CBDCs may also produce a variety of other negative effects. If a CBDC is accepted as a means of exchange in cross-border transactions, it can potentially facilitate hasty currency substitution in weaker economies with high inflation, leading to exchange rate volatility. When deposits move from commercial banks to central banks, so will lending, eroding the division of labor between the central and commercial banks and thus central banks’ independence. And a world where the central bank is the lender to businesses, and the creator of credit, will be plagued by moral hazard as the central bank strives to save failing businesses in order to protect its own balance sheets from bad loans.
To address risks outlined above, academics have proposed a two-tier remuneration system. Kumhoff and Noone (2018) outline four principles in their proposed solution: (1) CBDC pays an adjustable interest rate; (2) CBDC and reserves are distinct, and not convertible into each other; (3) no guaranteed, on-demand convertibility of bank deposits into CBDC at commercial banks; and (4) the central bank issues CBDC only against eligible securities. The purpose of these principles is to control the effects of CBDC so that CBDC does not undermine the basic infrastructure of existing financial order. But the two-tiered remuneration system is not a panacea to all problems for every country. For example, the convertibility principle is called into question by the European Central Bank regarding its conflict with Eurozone’s existing legal statues. If a CBDC is given the same legal tender status as banknotes and coins, it would have to be usable at any location under any condition between counterparties, which means unconditional convertibility.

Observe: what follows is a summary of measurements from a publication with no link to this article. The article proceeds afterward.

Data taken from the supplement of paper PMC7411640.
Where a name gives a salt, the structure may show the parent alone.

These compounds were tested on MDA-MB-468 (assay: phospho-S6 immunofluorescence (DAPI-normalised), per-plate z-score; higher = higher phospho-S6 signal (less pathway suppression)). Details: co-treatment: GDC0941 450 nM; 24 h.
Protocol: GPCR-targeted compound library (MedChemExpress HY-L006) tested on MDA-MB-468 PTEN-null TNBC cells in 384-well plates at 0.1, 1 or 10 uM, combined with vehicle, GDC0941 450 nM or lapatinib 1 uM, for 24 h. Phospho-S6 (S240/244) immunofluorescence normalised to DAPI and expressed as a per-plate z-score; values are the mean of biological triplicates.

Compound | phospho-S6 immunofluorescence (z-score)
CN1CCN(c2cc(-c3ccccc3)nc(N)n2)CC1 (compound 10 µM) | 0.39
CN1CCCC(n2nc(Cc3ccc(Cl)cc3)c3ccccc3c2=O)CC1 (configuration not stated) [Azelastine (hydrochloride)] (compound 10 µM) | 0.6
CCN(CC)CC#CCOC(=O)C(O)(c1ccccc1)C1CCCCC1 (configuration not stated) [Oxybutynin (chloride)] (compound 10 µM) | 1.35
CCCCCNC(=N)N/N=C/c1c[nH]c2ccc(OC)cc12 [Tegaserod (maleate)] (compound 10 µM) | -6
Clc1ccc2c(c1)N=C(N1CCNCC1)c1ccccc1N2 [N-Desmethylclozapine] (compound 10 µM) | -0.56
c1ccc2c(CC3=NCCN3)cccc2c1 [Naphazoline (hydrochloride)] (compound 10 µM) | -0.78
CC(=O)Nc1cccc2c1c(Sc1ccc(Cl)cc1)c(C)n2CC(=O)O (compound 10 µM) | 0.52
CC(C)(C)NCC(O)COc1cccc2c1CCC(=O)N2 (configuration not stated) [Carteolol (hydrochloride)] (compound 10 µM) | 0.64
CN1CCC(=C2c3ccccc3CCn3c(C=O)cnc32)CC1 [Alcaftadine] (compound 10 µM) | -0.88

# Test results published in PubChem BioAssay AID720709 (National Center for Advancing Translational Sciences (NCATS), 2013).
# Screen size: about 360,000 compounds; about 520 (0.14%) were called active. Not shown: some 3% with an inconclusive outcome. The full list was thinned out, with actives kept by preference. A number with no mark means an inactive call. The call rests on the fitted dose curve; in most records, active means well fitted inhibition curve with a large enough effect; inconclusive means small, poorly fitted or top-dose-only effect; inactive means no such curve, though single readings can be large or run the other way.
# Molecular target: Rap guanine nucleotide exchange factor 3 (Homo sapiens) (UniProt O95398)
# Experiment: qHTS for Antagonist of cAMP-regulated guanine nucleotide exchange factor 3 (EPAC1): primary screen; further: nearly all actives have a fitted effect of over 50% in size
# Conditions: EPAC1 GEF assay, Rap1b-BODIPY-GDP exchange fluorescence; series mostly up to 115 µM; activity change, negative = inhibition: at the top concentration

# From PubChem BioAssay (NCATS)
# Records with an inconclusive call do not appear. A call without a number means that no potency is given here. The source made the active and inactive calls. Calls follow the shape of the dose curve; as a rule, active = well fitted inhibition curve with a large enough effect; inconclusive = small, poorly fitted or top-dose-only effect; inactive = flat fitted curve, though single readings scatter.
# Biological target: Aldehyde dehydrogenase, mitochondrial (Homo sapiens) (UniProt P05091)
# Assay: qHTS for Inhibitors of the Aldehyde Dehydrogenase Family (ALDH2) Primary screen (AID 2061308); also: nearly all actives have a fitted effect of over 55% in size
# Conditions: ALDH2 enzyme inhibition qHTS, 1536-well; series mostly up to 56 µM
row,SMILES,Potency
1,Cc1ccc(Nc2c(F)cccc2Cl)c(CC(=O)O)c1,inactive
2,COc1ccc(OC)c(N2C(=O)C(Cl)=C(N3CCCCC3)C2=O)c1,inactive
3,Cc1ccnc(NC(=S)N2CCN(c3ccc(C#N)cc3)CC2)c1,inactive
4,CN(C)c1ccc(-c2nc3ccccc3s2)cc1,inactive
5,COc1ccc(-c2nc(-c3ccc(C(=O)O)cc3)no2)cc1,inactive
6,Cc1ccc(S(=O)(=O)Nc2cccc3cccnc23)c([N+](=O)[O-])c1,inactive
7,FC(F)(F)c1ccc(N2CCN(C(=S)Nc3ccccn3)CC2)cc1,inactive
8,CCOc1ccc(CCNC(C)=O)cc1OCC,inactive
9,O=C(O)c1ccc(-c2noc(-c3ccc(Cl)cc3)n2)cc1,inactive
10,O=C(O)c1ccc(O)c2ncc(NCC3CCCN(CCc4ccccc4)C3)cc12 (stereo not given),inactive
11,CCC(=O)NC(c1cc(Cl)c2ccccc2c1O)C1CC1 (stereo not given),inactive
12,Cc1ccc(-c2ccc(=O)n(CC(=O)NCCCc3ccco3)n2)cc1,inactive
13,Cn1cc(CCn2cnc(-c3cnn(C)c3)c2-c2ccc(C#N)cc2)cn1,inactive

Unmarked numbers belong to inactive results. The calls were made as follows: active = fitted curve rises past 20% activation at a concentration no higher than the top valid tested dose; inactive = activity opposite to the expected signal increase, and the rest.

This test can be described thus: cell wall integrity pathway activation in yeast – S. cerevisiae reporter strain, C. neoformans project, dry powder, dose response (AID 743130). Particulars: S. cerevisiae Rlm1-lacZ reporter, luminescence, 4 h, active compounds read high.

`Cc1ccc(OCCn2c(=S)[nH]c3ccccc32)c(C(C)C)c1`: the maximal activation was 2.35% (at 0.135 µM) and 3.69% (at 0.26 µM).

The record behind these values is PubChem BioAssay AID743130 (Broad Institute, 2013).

Will CBDC be a Hail Mary for the underbanked, for more efficient payments, for people in need of anonymity, and for the central bank to pass through its monetary policy? Or will it cause bank failures, runs, and exchange rate turmoil that eventually hurt the real economy? The answer lies in the design features of each specific CBDC and how they interact with each country’s unique underlying situation, as well as the state’s capacity to carry out more comprehensive regulatory reforms. But the limited effectiveness of existing monetary policy in the face of COVID-19 suggests that whatever obstacles CBDC faces, central banks around the world will need to start experimenting different features to find the optimal solutions for each country respectively.
Stacy is a graduate of the joint-degree program (Master of Public Policy, and Master of Business Administration) at Harvard Kennedy School and Harvard Business School. Before coming to Harvard, she worked at Morgan Stanley and Bank of America Merrill Lynch. Stacy graduated with summa cum laude in Economics from Yale University. She is currently working on a book titled Reform in Deep Water Zone: How Could China Reform Its State-Dominated Sectors at Commanding Heights.
Edited by: Derrick Flakoll
Photo by: David Shares